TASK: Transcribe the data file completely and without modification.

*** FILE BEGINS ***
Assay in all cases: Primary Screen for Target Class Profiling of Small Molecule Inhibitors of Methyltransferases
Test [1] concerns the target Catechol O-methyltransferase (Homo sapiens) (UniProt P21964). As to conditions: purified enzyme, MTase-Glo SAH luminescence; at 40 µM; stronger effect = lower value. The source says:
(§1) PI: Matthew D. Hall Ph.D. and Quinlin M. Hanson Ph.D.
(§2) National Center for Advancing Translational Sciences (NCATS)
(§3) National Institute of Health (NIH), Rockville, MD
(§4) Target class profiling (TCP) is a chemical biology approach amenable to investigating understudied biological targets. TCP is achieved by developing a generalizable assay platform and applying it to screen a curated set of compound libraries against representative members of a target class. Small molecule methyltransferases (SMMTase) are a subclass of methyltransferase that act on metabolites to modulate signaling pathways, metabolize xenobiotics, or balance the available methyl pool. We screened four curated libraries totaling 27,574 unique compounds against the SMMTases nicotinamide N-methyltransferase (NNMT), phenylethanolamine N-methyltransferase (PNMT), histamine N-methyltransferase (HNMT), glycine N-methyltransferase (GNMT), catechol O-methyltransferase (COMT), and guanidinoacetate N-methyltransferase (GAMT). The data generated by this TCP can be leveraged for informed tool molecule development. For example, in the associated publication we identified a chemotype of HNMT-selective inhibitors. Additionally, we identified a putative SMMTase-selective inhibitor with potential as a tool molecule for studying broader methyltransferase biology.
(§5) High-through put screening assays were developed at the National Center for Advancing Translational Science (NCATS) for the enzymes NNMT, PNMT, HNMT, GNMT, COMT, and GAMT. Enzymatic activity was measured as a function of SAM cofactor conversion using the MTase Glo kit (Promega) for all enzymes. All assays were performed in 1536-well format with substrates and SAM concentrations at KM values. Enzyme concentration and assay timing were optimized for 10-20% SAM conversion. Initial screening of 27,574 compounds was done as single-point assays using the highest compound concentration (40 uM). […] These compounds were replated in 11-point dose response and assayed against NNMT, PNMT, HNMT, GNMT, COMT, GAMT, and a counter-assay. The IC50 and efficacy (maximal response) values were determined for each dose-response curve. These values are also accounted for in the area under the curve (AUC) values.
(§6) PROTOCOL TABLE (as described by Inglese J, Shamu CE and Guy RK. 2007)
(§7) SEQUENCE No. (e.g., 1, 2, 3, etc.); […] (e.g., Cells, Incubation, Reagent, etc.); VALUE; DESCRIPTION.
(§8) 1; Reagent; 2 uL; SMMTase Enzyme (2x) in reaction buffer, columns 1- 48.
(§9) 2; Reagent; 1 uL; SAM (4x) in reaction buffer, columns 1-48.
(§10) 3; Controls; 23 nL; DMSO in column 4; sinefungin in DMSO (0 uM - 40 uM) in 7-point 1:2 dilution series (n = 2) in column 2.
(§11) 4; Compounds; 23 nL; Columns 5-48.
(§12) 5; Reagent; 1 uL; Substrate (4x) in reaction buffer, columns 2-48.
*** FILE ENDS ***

Assay in all cases: Primary Screen for Target Class Profiling of Small Molecule Inhibitors of Methyltransferases
Test [1] concerns the target Catechol O-methyltransferase (Homo sapiens) (UniProt P21964). As to conditions: purified enzyme, MTase-Glo SAH luminescence; at 40 µM; stronger effect = lower value. The source says:
(§1) PI: Matthew D. Hall Ph.D. and Quinlin M. Hanson Ph.D.
(§2) National Center for Advancing Translational Sciences (NCATS)
(§3) National Institute of Health (NIH), Rockville, MD
(§4) Target class profiling (TCP) is a chemical biology approach amenable to investigating understudied biological targets. TCP is achieved by developing a generalizable assay platform and applying it to screen a curated set of compound libraries against representative members of a target class. Small molecule methyltransferases (SMMTase) are a subclass of methyltransferase that act on metabolites to modulate signaling pathways, metabolize xenobiotics, or balance the available methyl pool. We screened four curated libraries totaling 27,574 unique compounds against the SMMTases nicotinamide N-methyltransferase (NNMT), phenylethanolamine N-methyltransferase (PNMT), histamine N-methyltransferase (HNMT), glycine N-methyltransferase (GNMT), catechol O-methyltransferase (COMT), and guanidinoacetate N-methyltransferase (GAMT). The data generated by this TCP can be leveraged for informed tool molecule development. For example, in the associated publication we identified a chemotype of HNMT-selective inhibitors. Additionally, we identified a putative SMMTase-selective inhibitor with potential as a tool molecule for studying broader methyltransferase biology.
(§5) High-through put screening assays were developed at the National Center for Advancing Translational Science (NCATS) for the enzymes NNMT, PNMT, HNMT, GNMT, COMT, and GAMT. Enzymatic activity was measured as a function of SAM cofactor conversion using the MTase Glo kit (Promega) for all enzymes. All assays were performed in 1536-well format with substrates and SAM concentrations at KM values. Enzyme concentration and assay timing were optimized for 10-20% SAM conversion. Initial screening of 27,574 compounds was done as single-point assays using the highest compound concentration (40 uM). […] These compounds were replated in 11-point dose response and assayed against NNMT, PNMT, HNMT, GNMT, COMT, GAMT, and a counter-assay. The IC50 and efficacy (maximal response) values were determined for each dose-response curve. These values are also accounted for in the area under the curve (AUC) values.
(§6) PROTOCOL TABLE (as described by Inglese J, Shamu CE and Guy RK. 2007)
(§7) SEQUENCE No. (e.g., 1, 2, 3, etc.); […] (e.g., Cells, Incubation, Reagent, etc.); VALUE; DESCRIPTION.
(§8) 1; Reagent; 2 uL; SMMTase Enzyme (2x) in reaction buffer, columns 1- 48.
(§9) 2; Reagent; 1 uL; SAM (4x) in reaction buffer, columns 1-48.
(§10) 3; Controls; 23 nL; DMSO in column 4; sinefungin in DMSO (0 uM - 40 uM) in 7-point 1:2 dilution series (n = 2) in column 2.
(§11) 4; Compounds; 23 nL; Columns 5-48.
(§12) 5; Reagent; 1 uL; Substrate (4x) in reaction buffer, columns 2-48.